Reference address : https://www.ellopos.net/elpenor/greek-texts/ancient-greece/mythology.asp?pg=43

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Three Millennia of Greek Literature
 

E. M. Berens
Myths and Legends of Ancient Greece and Rome

From, A Handbook of Mythology, New York 1886
{ } = Page Numbers in the print edition,   [ ] = Footnote Numbers

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HOMER

PLATO

ARISTOTLE

THE GREEK OLD TESTAMENT (SEPTUAGINT)

THE NEW TESTAMENT

PLOTINUS

DIONYSIUS THE AREOPAGITE

MAXIMUS CONFESSOR

SYMEON THE NEW THEOLOGIAN

CAVAFY

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Page 43

MINERVA.

The Minerva of the Romans was identified with the Pallas-Athene of the Greeks. Like her she presides over learning and all useful arts, and is the patroness of the feminine accomplishments of sewing, spinning, weaving, &c.  Schools were under her especial care, and schoolboys, therefore, had holidays during her festivals (the Greater Quinquatria), when they always brought a gift to their master, called the Minerval.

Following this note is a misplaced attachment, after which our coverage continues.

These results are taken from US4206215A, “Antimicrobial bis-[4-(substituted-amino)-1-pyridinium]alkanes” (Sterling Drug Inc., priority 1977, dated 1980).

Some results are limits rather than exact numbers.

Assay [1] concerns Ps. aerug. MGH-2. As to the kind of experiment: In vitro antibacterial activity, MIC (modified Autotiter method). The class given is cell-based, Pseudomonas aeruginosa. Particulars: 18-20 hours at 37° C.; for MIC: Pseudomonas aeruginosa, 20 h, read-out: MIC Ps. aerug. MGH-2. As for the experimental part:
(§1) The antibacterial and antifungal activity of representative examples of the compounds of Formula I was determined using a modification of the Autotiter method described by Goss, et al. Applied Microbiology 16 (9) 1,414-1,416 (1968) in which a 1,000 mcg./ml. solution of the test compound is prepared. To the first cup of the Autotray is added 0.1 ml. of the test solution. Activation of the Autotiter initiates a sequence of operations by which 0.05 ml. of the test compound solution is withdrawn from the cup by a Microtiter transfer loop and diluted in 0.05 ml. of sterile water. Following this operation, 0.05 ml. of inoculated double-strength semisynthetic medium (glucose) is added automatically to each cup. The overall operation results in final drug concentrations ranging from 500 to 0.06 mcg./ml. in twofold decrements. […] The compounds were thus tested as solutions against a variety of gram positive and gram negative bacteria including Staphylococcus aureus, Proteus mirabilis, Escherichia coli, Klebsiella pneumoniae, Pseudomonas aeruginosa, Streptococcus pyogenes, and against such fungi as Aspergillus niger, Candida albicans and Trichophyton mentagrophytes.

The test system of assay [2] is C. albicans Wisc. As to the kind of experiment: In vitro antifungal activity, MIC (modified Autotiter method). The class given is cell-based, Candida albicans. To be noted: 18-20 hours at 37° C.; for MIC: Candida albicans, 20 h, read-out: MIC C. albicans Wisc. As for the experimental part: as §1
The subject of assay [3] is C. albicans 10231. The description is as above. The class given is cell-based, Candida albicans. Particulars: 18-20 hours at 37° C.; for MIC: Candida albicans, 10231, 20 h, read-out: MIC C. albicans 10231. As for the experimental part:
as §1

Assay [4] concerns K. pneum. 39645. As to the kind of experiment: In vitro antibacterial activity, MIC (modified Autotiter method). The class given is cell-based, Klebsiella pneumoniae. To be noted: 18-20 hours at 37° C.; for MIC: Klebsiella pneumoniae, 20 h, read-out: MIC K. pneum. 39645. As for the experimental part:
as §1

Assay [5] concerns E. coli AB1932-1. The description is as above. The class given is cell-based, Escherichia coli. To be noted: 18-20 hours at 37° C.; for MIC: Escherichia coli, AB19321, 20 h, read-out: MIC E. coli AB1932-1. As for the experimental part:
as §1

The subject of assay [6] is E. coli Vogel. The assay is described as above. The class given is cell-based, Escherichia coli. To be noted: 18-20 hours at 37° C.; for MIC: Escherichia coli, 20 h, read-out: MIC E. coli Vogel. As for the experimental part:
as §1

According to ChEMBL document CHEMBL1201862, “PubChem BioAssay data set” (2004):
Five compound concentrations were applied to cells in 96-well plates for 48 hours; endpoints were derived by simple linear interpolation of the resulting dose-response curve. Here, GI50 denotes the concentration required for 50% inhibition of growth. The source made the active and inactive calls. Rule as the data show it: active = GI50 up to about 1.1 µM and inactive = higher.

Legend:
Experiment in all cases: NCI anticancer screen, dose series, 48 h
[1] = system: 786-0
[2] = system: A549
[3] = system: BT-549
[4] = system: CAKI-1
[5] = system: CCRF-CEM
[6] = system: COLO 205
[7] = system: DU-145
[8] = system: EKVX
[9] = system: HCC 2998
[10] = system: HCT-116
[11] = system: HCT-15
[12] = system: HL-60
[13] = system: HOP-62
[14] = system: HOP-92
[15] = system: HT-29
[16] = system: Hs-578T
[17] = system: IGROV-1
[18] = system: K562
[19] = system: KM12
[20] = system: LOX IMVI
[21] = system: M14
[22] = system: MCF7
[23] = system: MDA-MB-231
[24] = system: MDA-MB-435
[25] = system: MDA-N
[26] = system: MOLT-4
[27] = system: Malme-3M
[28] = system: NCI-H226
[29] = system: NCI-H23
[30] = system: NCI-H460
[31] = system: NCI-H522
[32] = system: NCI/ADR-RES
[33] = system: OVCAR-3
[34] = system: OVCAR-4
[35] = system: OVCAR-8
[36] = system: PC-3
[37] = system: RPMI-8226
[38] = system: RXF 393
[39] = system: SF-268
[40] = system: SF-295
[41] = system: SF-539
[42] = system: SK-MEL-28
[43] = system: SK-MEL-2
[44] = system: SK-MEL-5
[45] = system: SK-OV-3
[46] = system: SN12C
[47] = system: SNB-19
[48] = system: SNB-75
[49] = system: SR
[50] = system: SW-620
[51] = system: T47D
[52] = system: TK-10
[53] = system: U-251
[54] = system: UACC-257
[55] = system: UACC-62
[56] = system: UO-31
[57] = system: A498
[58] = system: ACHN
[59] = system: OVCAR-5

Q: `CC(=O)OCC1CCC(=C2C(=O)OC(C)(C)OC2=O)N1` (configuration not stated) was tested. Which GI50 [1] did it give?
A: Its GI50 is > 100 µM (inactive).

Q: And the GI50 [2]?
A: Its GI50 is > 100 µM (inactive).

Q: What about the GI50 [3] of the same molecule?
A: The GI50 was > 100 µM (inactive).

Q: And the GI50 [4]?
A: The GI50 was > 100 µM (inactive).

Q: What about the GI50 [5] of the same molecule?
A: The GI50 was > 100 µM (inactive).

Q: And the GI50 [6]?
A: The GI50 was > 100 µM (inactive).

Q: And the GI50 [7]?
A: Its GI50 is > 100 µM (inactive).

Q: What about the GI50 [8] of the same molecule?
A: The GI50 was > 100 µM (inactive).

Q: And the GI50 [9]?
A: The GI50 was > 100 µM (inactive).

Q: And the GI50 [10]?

It is worthy of notice that the only three divinities {48} worshipped in the Capitol were Jupiter, Juno, and Minerva, and in their joint honour the Ludi Maximi or great games were held.

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Cf. A Day in Old Athens * A Short History of Greek Philosophy
Toynbee, Ancient Greek History and the West * Livingstone, On the Ancient Greek Literature

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Reference address : https://www.ellopos.net/elpenor/greek-texts/ancient-greece/mythology.asp?pg=43